Big rigs were never a glamorous form of transportation because they were built for work not recreation but these big machines still have a huge army of fans.


For one thing semis bring sheer presence to any road because they’re loud, large and definitely in charge.


They’re also a hot new trend in the hobby so they’re popping up at a lot of shows.




Don Streeper works for Michener Allen Auctions and he’s also a certified appraiser so he’s seen more heavy metal than you’d see at 10,000 Black Sabbath concerts—even if Ozzie was in his prime.


Don is a huge fan of vintage iron—especially the eighteen wheel variety and he was kind enough to explain the background story to this new trend in the hobby.  He said vintage big rigs are “really catching on” and he thinks this is because “we never really grew up”. In other words, bigger boys like to play with bigger toys.




Don thought there was another reason why the vintage trucks are a hot commodity and it has everything to do with old tech. He explained how new trucks are “all electronics” so if they quit you’re going to have to call a road service because you’re not going anywhere when the system shuts down.




Older trucks have a huge advantage because their less complicated technology allowed their drivers to limp home. Don said there’s a good chance you could “fix them by the side of the road”. Their owners are nostalgic for a less complicated era when the big rigs were also less complicated. Don said you need “three new trucks with two as backup” to run a rig in 2018.




Don said the lines of the old trucks are another big feature. They have a functional, less aerodynamic look—much like their car cousins. A big truck from another era definitely looks like a truck from another era.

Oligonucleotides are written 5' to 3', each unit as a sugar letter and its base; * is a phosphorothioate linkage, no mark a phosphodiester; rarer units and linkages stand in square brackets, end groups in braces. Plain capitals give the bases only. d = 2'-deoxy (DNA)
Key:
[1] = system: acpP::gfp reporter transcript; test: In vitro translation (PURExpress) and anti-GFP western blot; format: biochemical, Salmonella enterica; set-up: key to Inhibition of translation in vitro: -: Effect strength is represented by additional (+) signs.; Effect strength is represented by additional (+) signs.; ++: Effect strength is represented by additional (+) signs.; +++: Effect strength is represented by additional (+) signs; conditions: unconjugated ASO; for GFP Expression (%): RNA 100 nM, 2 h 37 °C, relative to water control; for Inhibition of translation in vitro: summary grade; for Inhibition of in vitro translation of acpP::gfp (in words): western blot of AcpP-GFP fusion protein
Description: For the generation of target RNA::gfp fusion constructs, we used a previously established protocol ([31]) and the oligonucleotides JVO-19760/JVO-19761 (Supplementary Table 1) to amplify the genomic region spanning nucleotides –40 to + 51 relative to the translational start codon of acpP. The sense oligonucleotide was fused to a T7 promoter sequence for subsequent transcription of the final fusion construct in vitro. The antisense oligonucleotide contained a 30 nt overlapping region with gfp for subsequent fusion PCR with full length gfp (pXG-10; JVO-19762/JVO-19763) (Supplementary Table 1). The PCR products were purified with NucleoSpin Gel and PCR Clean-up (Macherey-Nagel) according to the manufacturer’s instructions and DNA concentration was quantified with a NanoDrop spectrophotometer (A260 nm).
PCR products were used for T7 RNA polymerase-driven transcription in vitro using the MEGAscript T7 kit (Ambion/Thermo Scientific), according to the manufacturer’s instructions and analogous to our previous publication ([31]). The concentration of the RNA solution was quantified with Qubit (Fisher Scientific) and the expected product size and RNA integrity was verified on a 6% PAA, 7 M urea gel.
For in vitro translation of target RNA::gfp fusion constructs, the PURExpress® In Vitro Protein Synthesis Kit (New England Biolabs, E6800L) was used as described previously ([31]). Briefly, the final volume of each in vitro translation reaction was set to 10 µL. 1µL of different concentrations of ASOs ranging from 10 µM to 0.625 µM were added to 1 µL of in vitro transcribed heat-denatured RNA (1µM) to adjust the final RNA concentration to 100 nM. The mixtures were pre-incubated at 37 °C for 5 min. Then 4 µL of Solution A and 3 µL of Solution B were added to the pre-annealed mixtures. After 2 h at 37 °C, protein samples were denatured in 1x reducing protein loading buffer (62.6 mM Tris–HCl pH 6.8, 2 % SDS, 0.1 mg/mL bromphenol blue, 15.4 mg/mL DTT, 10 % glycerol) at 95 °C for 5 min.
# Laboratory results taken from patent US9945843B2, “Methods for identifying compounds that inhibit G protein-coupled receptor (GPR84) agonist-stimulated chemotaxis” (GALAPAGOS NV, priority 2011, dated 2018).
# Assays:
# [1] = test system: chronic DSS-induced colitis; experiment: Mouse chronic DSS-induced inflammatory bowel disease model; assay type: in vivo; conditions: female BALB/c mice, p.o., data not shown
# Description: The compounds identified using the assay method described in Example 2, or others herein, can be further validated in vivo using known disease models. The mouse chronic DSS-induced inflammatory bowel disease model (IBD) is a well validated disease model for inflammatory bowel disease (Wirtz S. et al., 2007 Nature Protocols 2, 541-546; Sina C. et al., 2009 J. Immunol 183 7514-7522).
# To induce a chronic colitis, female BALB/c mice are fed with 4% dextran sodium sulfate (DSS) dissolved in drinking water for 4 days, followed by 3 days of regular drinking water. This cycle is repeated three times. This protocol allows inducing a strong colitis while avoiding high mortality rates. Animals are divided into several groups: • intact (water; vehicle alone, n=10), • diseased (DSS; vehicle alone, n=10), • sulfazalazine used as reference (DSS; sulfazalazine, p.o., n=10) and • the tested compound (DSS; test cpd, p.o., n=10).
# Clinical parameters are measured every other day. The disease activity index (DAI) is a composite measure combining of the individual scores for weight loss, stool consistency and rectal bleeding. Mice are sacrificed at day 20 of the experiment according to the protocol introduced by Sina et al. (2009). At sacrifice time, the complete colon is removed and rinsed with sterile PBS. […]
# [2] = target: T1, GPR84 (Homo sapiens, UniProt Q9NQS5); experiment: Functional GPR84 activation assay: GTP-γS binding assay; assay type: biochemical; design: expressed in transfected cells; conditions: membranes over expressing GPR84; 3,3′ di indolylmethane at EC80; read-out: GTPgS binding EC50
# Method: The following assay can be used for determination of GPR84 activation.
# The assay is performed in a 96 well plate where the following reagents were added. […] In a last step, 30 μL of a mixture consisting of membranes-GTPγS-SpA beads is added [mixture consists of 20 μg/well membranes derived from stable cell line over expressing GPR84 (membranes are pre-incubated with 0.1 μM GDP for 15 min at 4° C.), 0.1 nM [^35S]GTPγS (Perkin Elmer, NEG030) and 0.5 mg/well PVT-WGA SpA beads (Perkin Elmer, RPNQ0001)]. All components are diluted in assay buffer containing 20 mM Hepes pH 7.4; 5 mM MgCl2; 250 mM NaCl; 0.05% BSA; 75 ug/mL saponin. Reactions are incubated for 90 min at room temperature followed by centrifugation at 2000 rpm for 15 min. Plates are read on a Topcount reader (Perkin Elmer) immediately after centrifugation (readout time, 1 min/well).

These trucks are “restored better than factory” in Don’s professional opinion and the process is similar to car projects with one big difference. The big rigs don‘t have the same bodywork issues as a car – Don described it as “much more of a nut and bolt restoration than bodywork because trucks don’t get the same illnesses”. In other words, you’re replacing and restoring mechanical parts more than floor pans and fenders with a big rig project.




Don’s home province of Alberta, Canada is a huge oil producer so it has “a big group of old truck owners because it really gets in your blood”. These guys drove these old rigs for a living back when they were younger—and so were their trucks. They’re not a lot different from a guy who used to drive a GTO when it was new and suddenly felt an urge to drive one again.




Don said there’s also a big increase in the number of vintage trailers behind these vintage rigs because it really defines the era when these trucks were hauling loads.




These old trailers are also a rolling billboard for these classic rigs because these trucks are definitely drivers no matter how much investment is behind their restoration. Don said the only time you’ll see an old rig on a trailer is if an owner has two restored trucks so he’ll haul one with the other.




In the end, everything about the hobby is based on nostalgia. In this case, old trucks take their owners back to a non-computer era when a driver had better than a 50% chance of getting home when his old Mack started acting up.


By: Jerry Sutherland


Jerry Sutherland is a veteran automotive writer with a primary focus on the collector car hobby. His work has been published in many outlets and publications, including the National Post, Calgary Herald, Edmonton Journal, Ottawa Citizen, Montreal Gazette, Saskatoon StarPhoenix, Regina Leader-Post,  Vancouver Sun and The Truth About Cars. He is also a regular contributor to Auto Roundup Publications.



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